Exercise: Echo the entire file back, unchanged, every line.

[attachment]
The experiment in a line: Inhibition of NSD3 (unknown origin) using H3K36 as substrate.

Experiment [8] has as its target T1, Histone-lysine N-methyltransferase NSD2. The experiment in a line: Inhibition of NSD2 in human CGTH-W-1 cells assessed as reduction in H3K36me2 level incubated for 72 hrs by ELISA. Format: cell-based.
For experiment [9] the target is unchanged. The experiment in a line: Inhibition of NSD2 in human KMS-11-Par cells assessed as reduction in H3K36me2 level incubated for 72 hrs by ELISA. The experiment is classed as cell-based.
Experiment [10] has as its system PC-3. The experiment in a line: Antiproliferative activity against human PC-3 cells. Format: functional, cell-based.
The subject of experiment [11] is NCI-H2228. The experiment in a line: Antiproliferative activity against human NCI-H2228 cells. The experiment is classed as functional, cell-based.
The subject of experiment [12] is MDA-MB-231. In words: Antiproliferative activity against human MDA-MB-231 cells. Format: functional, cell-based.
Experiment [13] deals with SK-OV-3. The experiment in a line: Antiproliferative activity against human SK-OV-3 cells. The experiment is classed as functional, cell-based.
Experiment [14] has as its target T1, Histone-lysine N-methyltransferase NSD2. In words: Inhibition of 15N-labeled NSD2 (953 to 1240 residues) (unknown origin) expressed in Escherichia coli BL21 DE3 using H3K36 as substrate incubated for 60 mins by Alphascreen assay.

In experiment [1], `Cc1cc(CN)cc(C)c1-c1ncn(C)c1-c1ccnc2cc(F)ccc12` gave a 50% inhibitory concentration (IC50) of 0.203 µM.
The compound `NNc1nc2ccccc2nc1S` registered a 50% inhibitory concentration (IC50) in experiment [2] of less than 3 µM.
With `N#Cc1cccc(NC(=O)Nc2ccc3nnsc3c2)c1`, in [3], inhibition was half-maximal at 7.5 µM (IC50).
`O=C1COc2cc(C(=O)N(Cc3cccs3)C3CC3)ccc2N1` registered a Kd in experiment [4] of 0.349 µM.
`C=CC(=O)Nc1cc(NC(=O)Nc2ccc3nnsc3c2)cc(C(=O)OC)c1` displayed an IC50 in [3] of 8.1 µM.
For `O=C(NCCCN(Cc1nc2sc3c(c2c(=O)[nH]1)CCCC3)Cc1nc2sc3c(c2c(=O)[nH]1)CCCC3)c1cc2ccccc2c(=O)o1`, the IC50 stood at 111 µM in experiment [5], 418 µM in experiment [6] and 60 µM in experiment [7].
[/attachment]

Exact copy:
The experiment in a line: Inhibition of NSD3 (unknown origin) using H3K36 as substrate.

Experiment [8] has as its target T1, Histone-lysine N-methyltransferase NSD2. The experiment in a line: Inhibition of NSD2 in human CGTH-W-1 cells assessed as reduction in H3K36me2 level incubated for 72 hrs by ELISA. Format: cell-based.
For experiment [9] the target is unchanged. The experiment in a line: Inhibition of NSD2 in human KMS-11-Par cells assessed as reduction in H3K36me2 level incubated for 72 hrs by ELISA. The experiment is classed as cell-based.
Experiment [10] has as its system PC-3. The experiment in a line: Antiproliferative activity against human PC-3 cells. Format: functional, cell-based.
The subject of experiment [11] is NCI-H2228. The experiment in a line: Antiproliferative activity against human NCI-H2228 cells. The experiment is classed as functional, cell-based.
The subject of experiment [12] is MDA-MB-231. In words: Antiproliferative activity against human MDA-MB-231 cells. Format: functional, cell-based.
Experiment [13] deals with SK-OV-3. The experiment in a line: Antiproliferative activity against human SK-OV-3 cells. The experiment is classed as functional, cell-based.
Experiment [14] has as its target T1, Histone-lysine N-methyltransferase NSD2. In words: Inhibition of 15N-labeled NSD2 (953 to 1240 residues) (unknown origin) expressed in Escherichia coli BL21 DE3 using H3K36 as substrate incubated for 60 mins by Alphascreen assay.

In experiment [1], `Cc1cc(CN)cc(C)c1-c1ncn(C)c1-c1ccnc2cc(F)ccc12` gave a 50% inhibitory concentration (IC50) of 0.203 µM.
The compound `NNc1nc2ccccc2nc1S` registered a 50% inhibitory concentration (IC50) in experiment [2] of less than 3 µM.
With `N#Cc1cccc(NC(=O)Nc2ccc3nnsc3c2)c1`, in [3], inhibition was half-maximal at 7.5 µM (IC50).
`O=C1COc2cc(C(=O)N(Cc3cccs3)C3CC3)ccc2N1` registered a Kd in experiment [4] of 0.349 µM.
`C=CC(=O)Nc1cc(NC(=O)Nc2ccc3nnsc3c2)cc(C(=O)OC)c1` displayed an IC50 in [3] of 8.1 µM.
For `O=C(NCCCN(Cc1nc2sc3c(c2c(=O)[nH]1)CCCC3)Cc1nc2sc3c(c2c(=O)[nH]1)CCCC3)c1cc2ccccc2c(=O)o1`, the IC50 stood at 111 µM in experiment [5], 418 µM in experiment [6] and 60 µM in experiment [7].